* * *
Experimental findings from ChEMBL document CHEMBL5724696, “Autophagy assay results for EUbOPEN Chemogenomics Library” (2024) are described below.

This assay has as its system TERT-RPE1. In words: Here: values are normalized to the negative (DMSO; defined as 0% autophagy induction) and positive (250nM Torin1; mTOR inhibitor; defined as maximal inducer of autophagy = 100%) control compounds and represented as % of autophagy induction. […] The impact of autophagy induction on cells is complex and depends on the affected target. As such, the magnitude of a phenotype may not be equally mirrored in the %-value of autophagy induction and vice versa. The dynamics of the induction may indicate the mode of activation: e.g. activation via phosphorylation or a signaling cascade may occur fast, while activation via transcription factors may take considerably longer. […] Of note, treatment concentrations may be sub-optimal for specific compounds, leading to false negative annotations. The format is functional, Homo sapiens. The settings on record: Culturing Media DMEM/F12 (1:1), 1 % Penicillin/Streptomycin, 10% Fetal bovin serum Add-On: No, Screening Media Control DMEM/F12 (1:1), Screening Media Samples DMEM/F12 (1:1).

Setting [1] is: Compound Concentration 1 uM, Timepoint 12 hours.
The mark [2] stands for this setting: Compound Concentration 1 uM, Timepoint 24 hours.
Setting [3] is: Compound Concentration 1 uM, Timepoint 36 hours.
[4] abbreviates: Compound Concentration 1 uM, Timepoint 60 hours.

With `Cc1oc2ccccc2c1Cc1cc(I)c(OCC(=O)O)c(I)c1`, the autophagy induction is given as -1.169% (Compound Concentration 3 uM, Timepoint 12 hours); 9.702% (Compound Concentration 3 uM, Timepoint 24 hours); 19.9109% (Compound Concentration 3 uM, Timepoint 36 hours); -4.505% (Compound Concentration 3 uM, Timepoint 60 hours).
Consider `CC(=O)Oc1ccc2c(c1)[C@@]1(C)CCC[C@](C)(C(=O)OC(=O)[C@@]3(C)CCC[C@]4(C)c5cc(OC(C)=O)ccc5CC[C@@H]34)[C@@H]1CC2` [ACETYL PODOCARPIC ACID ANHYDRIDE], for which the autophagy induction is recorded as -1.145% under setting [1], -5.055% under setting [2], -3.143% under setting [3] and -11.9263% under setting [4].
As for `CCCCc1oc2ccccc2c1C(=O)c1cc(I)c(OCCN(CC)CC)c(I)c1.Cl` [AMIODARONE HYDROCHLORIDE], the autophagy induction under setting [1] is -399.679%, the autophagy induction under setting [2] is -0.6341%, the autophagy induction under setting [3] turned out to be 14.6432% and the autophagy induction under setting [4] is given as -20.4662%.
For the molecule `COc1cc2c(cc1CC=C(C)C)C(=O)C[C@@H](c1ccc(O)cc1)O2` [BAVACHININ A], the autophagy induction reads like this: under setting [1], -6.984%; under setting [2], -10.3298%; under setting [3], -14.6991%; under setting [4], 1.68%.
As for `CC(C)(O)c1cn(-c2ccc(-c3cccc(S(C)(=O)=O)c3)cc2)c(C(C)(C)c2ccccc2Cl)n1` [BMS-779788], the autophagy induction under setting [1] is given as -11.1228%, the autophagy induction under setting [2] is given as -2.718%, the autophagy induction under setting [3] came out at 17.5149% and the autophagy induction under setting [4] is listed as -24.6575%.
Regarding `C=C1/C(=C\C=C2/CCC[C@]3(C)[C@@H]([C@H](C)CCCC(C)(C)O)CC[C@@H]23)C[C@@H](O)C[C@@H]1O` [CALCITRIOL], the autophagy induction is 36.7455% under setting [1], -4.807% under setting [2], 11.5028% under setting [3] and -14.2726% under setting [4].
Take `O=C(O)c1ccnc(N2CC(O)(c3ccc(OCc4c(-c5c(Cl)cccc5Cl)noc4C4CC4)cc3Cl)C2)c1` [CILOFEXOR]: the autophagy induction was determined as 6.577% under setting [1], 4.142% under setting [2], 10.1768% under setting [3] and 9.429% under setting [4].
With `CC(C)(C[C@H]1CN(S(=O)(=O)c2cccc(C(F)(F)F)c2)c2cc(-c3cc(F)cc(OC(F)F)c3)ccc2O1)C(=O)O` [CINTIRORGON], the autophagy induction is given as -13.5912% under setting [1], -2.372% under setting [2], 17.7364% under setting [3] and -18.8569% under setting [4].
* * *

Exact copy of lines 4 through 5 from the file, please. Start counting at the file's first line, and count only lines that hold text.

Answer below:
The mark [2] stands for this setting: Compound Concentration 1 uM, Timepoint 24 hours.
Setting [3] is: Compound Concentration 1 uM, Timepoint 36 hours.